Truthful, desirable saintliness is far from being conceptualized by us, for it is obvious that a person does not concern himself with what does not occupy a place in his mind. And though the beginnings and foundations of saintliness are implanted in every person's heart, if he does not occupy himself with them, he will witness details of saintliness without recognizing them and he will trespass upon them without feeling or perceiving that he is doing so. For sentiments of saintliness, fear and love of God, and purity of heart are not so deeply rooted within a person as to obviate the necessity of his employing certain devices in order to acquire them. In this respect they differ from natural states such as sleep and wakefulness, hunger and satiety, and all other reactions which are stamped in one's nature, in that various methods and devices are perforce required for their acquisition. There is also no lack of deterrents which keep saintliness at a distance from a person, but then again there is no lack of devices by which these deterrents may be held afar. How, then, is it conceivable that it not be necessary to expend a great deal of time upon this study in order to know these truths and the manner in which they may be acquired and fulfilled? How will this wisdom enter a person's heart if he will not seek it? And since every man of wisdom recognizes the need for perfection of Divine service and the necessity for its purity and cleanliness, without which it is certainly completely unacceptable, but repulsive and despised - "For God searches all hearts and understands the inclination of all thoughts" (I Chronicles 28:9) - what will we answer in the day of reproof if we weaken in this study and forsake that which is so incumbent upon us as to be the very essence of what the Lord our God asks of us? Is it fitting that our intelligence exert itself and labor in speculations which are not binding upon us, in fruitless argumentation, in laws which have no application to us, while we leave to habit and abandon to mechanical observance our great debt to our Creator? If we do not look into and analyze the question of what constitutes true fear of God and what its ramifications are, how will we acquire it and how will we escape worldly vanity which renders our hearts forgetful of it? Will it not be forgotten and go lost even though we recognize its necessity? Love of God, too - if we do not make an effort to implant it in our hearts, utilizing all of the means which direct us towards it, how will it exist within us? Whence will enter into our soul?s intimacy with and ardor towards the Blessed One and towards His Torah if we do not give heart to His greatness and majesty which engender this intimacy in our hearts? How will our thoughts be purified if we do not strive to rescue them from the imperfections infused in them by physical nature? And all of the character traits, which are in such great need of correction and cultivation -who will cultivate and correct them if we do not give heart to them and subject them to exacting scrutiny? If we analyzed the matter honestly would we not extract the truth and thereby benefit ourselves, and also be of benefit to others by instructing them in it? As stated by Solomon (Proverbs 2:4), "If you seek it as silver and search for it as treasure, then you will understand the fear of God." He does not say, "Then you will understand philosophy; then you will understand astronomy; then you will understand medicine; then you will understand legal judgments and decisions." We see, then, that for fear of God to be understood, it must be sought as silver and searched for as treasure. All this is part of our heritage and is accepted in substance by every devout individual.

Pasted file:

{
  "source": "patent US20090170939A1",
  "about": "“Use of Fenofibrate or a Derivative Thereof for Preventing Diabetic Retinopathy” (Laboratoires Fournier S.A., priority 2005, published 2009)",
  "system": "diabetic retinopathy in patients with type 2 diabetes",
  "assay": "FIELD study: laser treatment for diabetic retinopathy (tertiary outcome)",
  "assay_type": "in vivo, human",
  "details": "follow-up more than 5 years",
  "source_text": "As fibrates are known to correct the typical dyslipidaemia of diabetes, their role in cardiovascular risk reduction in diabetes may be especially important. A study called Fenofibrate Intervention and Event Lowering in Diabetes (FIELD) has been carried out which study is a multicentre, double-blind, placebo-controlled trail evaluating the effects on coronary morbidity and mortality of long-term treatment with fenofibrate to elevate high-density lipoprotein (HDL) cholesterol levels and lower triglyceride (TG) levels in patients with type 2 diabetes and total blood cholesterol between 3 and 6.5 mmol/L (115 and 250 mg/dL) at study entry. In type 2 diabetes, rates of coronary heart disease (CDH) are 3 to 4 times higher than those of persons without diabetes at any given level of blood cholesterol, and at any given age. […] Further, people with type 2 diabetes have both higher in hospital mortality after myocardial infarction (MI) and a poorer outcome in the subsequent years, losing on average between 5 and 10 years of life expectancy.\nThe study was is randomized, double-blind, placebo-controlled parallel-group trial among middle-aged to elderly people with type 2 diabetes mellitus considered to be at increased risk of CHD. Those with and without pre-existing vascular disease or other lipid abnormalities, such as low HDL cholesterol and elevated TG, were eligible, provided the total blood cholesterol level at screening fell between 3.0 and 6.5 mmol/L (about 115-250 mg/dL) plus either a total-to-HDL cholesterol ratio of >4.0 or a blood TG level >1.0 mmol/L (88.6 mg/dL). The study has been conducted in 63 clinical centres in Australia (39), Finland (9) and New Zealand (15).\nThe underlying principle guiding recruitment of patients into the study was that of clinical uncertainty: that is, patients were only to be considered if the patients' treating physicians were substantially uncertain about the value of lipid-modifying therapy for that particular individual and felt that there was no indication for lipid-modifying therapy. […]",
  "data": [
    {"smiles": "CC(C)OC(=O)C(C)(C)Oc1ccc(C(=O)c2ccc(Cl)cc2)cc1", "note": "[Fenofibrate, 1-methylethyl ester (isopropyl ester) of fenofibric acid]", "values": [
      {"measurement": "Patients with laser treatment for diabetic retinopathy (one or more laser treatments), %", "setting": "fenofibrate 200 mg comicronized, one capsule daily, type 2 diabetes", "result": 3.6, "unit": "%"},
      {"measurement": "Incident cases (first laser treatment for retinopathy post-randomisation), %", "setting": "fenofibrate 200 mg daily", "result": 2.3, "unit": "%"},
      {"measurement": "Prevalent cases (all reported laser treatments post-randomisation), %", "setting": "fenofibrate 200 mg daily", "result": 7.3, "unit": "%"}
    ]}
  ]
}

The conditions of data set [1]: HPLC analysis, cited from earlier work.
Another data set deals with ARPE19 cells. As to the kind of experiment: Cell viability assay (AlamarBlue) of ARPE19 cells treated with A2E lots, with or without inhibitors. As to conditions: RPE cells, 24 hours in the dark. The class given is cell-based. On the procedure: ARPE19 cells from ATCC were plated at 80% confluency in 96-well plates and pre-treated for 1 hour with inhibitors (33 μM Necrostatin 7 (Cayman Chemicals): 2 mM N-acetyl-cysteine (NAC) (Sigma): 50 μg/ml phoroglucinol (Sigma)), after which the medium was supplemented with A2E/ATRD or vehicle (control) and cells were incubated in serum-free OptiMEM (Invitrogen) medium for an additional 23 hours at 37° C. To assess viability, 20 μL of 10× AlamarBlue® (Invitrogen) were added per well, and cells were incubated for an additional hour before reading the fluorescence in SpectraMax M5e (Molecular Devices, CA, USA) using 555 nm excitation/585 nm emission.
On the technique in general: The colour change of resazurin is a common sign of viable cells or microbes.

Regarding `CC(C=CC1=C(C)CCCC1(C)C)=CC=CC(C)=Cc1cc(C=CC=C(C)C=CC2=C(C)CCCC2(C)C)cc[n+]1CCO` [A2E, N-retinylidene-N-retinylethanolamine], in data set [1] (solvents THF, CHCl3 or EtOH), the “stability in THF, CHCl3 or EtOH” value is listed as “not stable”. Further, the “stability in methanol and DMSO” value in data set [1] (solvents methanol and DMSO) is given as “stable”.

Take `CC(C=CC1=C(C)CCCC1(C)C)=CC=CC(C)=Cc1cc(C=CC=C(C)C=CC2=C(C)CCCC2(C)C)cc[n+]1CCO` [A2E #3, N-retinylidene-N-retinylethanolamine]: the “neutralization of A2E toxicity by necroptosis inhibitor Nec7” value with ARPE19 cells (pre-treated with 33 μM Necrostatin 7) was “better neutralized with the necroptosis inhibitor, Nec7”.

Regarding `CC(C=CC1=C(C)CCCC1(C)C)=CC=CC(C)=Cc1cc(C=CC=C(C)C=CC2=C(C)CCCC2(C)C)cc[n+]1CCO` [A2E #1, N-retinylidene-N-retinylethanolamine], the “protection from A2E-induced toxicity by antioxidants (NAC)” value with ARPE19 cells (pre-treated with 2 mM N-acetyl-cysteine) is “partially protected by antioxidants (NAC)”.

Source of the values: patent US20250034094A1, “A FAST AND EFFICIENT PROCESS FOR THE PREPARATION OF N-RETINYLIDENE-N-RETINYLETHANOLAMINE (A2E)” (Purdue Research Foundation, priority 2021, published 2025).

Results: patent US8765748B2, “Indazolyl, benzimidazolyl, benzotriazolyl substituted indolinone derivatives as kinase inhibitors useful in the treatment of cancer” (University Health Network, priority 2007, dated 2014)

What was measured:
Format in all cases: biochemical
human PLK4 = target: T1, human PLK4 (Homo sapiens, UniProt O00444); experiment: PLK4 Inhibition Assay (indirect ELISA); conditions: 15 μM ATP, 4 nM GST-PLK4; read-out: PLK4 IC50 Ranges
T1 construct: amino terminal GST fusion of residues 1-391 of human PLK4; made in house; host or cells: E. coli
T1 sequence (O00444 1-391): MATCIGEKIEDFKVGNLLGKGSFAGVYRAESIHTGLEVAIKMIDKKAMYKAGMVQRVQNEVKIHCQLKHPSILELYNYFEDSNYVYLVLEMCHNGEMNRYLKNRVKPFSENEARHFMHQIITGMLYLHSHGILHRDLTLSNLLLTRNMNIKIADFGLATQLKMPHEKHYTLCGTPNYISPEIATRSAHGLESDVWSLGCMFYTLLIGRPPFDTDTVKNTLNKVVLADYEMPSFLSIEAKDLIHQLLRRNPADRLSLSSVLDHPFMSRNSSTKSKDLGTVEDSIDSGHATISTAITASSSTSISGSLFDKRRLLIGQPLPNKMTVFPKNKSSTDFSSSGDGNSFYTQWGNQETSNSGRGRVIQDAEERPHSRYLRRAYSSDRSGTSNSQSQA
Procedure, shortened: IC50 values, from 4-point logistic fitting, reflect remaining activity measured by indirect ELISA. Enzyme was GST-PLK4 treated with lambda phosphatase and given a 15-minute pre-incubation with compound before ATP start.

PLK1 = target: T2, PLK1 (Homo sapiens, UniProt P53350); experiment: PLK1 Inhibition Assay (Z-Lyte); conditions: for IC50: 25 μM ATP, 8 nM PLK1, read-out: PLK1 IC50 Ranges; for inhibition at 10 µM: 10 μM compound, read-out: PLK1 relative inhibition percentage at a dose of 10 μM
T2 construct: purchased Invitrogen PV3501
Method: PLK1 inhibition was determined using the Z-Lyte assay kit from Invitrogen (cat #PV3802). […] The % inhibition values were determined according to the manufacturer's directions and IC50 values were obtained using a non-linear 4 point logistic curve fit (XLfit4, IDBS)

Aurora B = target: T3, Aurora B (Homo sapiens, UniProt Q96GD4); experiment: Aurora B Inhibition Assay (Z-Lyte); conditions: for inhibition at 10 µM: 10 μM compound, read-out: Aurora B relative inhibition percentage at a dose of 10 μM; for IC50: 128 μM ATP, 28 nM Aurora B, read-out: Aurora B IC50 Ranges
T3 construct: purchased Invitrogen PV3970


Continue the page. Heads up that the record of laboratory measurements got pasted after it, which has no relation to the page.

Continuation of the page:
A consideration of the general state of affairs will reveal that the majority of men of quick intelligence and keen mentality devote most of their thought and speculation to the subtleties of wisdom and the profundities of analysis, each according to the inclination of his intelligence and his natural bent. There are some who expend a great deal of effort in studying the creation and nature. Others devote all of their thought to astronomy and mathematics, and others to the arts. There are those who go more deeply into sacred studies, into the study of the holy Torah, some occupying themselves with Halachic discussions, others with Midrash and others with legal decisions. There are few, however, who devote thought and study to perfection of Divine service - to love, fear, communion and all of the other aspects of saintliness. It is not that they consider this knowledge unessential; if questioned each one will maintain that it is of paramount importance and that one who is not clearly versed in it cannot be deemed truly wise. Their failure to devote more attention to it stems rather from its being so manifest and so obvious to them that they see no need for spending much time upon it. Consequently, this study and the reading of works of this kind have been left to those of a not too sensitive, almost dull intelligence. These you will see immersed in the study of saintliness, not stirring from it. It has reached the stage that when one sees another engaging in saintly conduct, he cannot help but suspect him of dull-wittedness. This state of affairs results in evil consequences both for those who possess wisdom and for those who do not, causing both classes to lack true saintliness, and rendering it extremely rare. The wise lack it because of their limited consideration of it and the unwise because of their limited grasp. The result is that saintliness is construed by most to consist in the recitation of many Psalms, very long confessions, difficult fasts, and ablutions in ice and snow - all of which are incompatible with intellect and which reason cannot accept.
May the Blessed One in His mercy open our eyes to His Torah, teach us His ways, and lead us in His paths; and may we be worthy of honoring His name and bringing pleasure to Him.
Unquestionably, Humility removes many stumbling blocks from a man's path and brings him near to many good things; for the Humble man is little concerned with worldly affairs and is not moved to envy by its vanities.
A Jew must believe and know that there exists a first Being, without beginning or end, who brought all things into existence and continues to sustain them.
My intent was to set forth the general principles of Jewish belief and religion, expounding them all in a way that is clearly understood, to provide a complete picture.
Walking in His ways embodies the whole area of cultivation and correction of character traits. As our Sages of blessed memory have explained, "As He is merciful, be also merciful..." The essence of all this is that a person conform all of his traits and all the varieties of his actions to what is just and ethical. Our Sages of blessed memory have thus summarized the idea (Avoth 2.1): "All that is praiseworthy in its doer and brings praise to him from others;" that is, all that leads to the end of true good, namely, strengthening of Torah and furthering of brotherliness.